Fitness is a topic that’s constantly being updated. Research keeps telling us more about the body and how it responds to exercise. And as with everything, trends and fads come and go that muddy the water of what’s actually effective when working out.
Some of these things stick around. They can even become a staple of a workout routine. They hide in amongst all the other exercises we do that help us build strength and endurance. In reality, they don’t offer that much to our fitness progress, and we’re better off doing something else.
So, because nobody wants to waste time with exercises that aren’t worth it, here are the top five overrated exercises and the things we should be doing instead.
This is an exercise that’s such a waste of time that we could write a whole article on it. In fact, we did.
Sit ups and the obsession with working the abs is the biggest example of misplaced effort in fitness. This comes mainly from the desire to have a toned or shredded stomach. It’s the idea that a few lines on the tummy mean fitness has been achieved and it’s time to go home.
The abs, or abdominals, are the muscles that run vertically down your stomach and are more about aesthetics than anything else. The core on the other hand includes a collection of muscles around your midsection and plays a huge role not just in the gym, but also in everyday life.
Your core stabilises your entire body. It keeps your posture upright, protects your lower back, grounds you during all your exercises, and generally plays a part in everything we do.
When resistance training, our core is a fundamental muscle group to ensure the exercise is done correctly and with the right form.
So, aim at working the core as a collective, rather than just doing a load of sit-ups that targeted the strip down your stomach.
All free-weight compound exercises can help you do this, but if you want to focus on it a bit more, try planks, russian twists, flutter kicks, and a pike roll out.
If you’re really far into your fitness journey, and you struggle to find challenge in any lifts for the upper body anymore, then curling heavy dumbbells might be your next move.
If not, it’s important to understand that there are loads of other exercises that work your biceps, and also work other muscle groups simultaneously.
Bicep curls are an isolated exercise, meaning they only ask for a single joint movement and aim to only work a single muscle group.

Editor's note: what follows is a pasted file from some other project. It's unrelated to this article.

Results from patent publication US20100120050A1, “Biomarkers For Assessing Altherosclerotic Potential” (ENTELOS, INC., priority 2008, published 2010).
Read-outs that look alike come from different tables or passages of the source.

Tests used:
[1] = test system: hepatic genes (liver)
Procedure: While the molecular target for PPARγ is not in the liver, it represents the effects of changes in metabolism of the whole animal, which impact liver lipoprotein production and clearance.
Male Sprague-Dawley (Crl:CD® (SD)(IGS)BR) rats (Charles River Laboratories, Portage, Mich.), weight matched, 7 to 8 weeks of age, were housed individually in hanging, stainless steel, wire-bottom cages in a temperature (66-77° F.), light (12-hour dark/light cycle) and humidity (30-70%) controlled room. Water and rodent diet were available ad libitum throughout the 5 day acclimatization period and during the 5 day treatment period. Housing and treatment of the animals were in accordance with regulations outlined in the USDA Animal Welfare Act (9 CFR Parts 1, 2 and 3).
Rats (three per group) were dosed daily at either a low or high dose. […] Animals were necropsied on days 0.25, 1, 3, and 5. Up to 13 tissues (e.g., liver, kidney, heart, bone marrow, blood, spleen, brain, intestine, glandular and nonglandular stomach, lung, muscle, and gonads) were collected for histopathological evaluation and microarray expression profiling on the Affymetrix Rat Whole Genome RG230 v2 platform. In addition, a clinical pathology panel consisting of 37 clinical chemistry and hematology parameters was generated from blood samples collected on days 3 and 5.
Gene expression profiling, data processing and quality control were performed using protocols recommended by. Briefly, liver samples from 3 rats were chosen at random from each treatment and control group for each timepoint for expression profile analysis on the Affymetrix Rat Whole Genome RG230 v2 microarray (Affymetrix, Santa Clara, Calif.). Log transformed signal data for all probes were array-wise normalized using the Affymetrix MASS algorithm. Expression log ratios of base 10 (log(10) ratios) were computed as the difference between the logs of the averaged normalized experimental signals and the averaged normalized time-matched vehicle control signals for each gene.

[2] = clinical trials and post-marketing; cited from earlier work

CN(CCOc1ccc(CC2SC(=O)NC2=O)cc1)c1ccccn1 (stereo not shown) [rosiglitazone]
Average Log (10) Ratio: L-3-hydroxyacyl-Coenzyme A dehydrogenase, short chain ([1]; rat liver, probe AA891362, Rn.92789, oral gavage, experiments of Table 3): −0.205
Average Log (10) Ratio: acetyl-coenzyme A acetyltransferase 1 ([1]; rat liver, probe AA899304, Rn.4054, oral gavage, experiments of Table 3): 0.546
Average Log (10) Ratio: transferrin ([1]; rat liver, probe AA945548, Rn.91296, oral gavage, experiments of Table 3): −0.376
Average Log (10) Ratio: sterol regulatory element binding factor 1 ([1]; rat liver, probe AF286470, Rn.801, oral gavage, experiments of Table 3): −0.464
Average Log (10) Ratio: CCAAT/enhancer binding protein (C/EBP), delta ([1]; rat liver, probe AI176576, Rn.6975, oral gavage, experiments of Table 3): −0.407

When you invest your time in more compound exercises, you involve more joints, and end up working more muscle groups. This is the best way to develop well-rounded strength. It means you’re training more efficiently, and not just more.
The pull up is an extremely challenging exercise that lots of people work towards. That’s because it engages muscles in the shoulder, chest, back, and arms. It also requires the core.
There is an endless list of squat variations. That’s probably because the original version is such an effective lower body exercise.
The pistol squat is a one-legged version that requires an incredible amount of balance, as well as mobility in the ankles and the knees. It’s a huge challenge.
And whilst a challenge is a good thing for some people, the benefits of the movement itself don’t really out-weight how long it will take you to get there. Not mentioning the risk you take to your joint health along the way.
For squat variations that work one leg and increase unilateral quad strength, try the lateral squat. Also known as the cossack squat. They’re much safer, and you can add load to them if you want to increase the intensity.
Lifting a weight overhead has so many different names it can be hard to even know which one you’re doing.
The military press is named after the posture adopted when it was used in the military. It’s like the overhead press, but in this version, the heels and knees are together, and the barbell is pressed overhead using the shoulder muscles to do so. The elbows and knees are often locked out.
Locking out the knees and elbows is pretty risky on the joints. It’s much safer to avoid this, and you’ll often hear PTs repeat that instruction during most push movements.
By standing with the feet together, you’re not engaging your core or using it to stabilise the body during the movement. It also means there’s no momentum in the movement. Everything relies on the shoulders, which can easily lead to injury if you’re using the wrong weight.
Going for a push press or an overhead press is a fuller body alternative and likely the better option.
Lunges are a great lower body exercise that can be adapting to different abilities by adding or removing resistance.
There’s the forward or the reverse version. It can be hard enough to get the balance right in this movement, so adding a jump as you switch legs like in the plyometric version is a pretty big ask.
Yes, it means you’ll get your heart rate going a bit more, but it also means you’re putting more impact on your joints which is a bit of a risk.
It’s probably better to do some standard lunges and add on a bit of cardio afterwards.